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SPAC plans season of enhancements

Venue rolling out big screen and other amenities, online and off

Work being done on SPAC’s façade. New shield shaped panels have been pre-fabricated and will be installed by May. Submitted photo.

Work being done on SPAC’s façade. New shield shaped panels have been pre-fabricated and will be installed by May. Submitted photo.

— If you frequent SPAC you’re going to love what they’ve got planned for you this season. If you’ve never been, this is the season to take in a show.

“I think we have a rather spectacular season, I think we will all make a fairly strong impression. We probably have as impressive a program this season as I’ve seen in many years,” said Chairman William Dake at the opening of SPAC’s Board of Directors spring meeting.

The board met on Thursday, March 29, at The Desmond Hotel to discuss financial and operational issues.

Dake , who is serving his final term as chairman after seven years in that role, then referenced studies done by the Philadelphia Orchestra that identified interaction with and education of audiences as elements of successful arts venues.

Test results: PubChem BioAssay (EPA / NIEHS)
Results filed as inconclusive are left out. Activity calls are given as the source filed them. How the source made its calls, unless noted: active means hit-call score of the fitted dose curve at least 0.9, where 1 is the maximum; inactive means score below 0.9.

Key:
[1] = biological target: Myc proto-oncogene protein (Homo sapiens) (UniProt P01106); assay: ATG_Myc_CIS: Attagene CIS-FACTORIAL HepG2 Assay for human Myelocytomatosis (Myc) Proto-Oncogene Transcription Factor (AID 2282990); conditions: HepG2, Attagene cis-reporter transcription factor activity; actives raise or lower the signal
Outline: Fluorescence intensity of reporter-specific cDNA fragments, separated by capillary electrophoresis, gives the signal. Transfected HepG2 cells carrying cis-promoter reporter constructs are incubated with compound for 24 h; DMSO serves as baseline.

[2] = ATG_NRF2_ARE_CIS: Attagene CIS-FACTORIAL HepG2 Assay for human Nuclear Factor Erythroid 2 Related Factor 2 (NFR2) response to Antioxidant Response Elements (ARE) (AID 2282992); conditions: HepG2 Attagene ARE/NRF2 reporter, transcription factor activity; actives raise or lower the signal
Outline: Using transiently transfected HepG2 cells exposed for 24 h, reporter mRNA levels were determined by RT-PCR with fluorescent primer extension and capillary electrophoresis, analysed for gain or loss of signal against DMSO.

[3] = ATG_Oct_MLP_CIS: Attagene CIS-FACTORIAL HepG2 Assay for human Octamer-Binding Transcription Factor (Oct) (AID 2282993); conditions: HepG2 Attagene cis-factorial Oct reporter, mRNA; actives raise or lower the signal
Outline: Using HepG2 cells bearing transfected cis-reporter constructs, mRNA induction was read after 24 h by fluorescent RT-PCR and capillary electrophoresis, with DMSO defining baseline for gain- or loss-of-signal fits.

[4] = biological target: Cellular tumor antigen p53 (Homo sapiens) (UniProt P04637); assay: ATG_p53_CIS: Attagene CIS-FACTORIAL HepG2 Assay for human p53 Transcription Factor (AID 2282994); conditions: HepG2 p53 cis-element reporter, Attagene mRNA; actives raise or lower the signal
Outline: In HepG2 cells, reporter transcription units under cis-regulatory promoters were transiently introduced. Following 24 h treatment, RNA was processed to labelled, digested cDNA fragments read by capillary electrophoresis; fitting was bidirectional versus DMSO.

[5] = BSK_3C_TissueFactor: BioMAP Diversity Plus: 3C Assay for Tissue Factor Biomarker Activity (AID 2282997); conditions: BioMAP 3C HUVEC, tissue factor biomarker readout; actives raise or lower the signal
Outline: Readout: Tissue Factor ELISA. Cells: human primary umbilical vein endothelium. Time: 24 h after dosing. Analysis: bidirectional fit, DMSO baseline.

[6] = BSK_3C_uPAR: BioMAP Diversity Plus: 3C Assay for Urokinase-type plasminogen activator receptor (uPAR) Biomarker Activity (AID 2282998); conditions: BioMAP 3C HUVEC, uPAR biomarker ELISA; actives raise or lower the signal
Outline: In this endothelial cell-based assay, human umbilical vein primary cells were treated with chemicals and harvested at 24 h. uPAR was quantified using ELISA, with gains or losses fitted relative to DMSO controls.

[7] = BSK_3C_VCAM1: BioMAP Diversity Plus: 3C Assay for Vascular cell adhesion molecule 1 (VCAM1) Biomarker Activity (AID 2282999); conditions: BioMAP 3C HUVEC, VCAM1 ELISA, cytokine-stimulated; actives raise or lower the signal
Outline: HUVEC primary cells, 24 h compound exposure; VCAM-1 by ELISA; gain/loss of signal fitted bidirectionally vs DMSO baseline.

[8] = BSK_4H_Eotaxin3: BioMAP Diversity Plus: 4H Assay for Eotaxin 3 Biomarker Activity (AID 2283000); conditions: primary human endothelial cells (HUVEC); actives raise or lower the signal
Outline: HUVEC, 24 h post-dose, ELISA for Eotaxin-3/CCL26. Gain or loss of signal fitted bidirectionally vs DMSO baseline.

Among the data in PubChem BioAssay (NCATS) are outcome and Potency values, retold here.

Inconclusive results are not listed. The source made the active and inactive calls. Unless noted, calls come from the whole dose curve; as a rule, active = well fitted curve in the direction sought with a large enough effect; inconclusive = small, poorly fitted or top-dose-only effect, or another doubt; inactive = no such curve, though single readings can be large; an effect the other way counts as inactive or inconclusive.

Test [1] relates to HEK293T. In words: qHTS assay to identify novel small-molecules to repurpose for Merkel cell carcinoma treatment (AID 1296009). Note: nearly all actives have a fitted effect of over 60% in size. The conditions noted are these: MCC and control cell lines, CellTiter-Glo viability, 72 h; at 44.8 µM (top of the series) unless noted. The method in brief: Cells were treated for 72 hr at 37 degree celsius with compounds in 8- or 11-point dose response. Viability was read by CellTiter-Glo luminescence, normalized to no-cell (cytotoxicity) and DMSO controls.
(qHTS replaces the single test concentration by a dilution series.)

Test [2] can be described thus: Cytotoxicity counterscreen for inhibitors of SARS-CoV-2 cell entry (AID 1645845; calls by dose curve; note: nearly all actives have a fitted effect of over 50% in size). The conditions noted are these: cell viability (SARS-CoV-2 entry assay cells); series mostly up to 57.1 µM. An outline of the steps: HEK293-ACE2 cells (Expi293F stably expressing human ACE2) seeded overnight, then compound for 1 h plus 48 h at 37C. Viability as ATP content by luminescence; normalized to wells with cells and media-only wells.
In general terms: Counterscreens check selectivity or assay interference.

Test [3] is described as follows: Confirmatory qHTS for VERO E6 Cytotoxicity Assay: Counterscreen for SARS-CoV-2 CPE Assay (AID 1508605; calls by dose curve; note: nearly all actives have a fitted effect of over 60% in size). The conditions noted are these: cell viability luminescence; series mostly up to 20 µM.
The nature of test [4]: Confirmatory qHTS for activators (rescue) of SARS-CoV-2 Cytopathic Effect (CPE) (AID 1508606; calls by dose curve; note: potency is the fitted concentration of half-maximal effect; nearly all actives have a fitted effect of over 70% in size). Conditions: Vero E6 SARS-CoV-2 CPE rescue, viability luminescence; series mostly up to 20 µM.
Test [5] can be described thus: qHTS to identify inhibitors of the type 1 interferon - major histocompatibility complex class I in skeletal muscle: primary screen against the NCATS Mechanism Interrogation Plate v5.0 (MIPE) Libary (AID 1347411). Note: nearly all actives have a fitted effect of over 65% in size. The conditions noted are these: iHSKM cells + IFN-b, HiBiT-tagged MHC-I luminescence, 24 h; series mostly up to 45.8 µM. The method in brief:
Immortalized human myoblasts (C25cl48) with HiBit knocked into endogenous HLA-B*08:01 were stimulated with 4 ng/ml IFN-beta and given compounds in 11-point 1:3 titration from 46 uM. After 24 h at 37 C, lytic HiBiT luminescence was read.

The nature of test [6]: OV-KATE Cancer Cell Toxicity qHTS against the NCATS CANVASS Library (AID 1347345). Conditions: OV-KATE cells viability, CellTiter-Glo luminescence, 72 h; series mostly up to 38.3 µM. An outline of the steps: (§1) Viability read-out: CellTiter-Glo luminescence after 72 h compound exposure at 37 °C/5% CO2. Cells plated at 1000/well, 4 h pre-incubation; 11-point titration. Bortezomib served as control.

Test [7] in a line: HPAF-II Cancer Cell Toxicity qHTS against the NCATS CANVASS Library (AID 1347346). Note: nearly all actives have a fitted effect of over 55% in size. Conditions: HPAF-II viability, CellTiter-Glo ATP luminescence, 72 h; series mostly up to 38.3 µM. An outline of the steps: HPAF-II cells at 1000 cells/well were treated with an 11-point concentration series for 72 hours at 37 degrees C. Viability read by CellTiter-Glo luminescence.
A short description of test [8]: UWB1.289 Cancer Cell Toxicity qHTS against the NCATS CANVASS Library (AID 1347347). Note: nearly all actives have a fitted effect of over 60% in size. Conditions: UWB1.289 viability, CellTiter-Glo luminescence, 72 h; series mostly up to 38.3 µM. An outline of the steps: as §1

“All of the arts organizations I believe have felt the stress of what I refer to as the electronic revolution. What I’d like to point out is possibly the solution to some of the problems they’ve faced and that we face,” he said.

Part of the solution is the addition of a 15-by-26-foot projection screen that will be placed in the theater. Audiences will see coming attractions, artist profiles and a behind-the-scenes look at performances.

According to Shane Williams-Ness, SPAC’s director of development and marketing, the cost of the screen won’t be reflected in ticket prices.

“Saratoga is a place where we can test, use it as a beta site and see if it works. The market up here loves the ballet, they love the orchestra, they’re not as critical as in New York and we like to think that (SPAC President and Executive Director)Marcia (White) has a vision for this and this is something we don’t see other venues doing and we know that we constantly have to change. And change before change happens, and be ahead of the curve,” said Williams-Ness.

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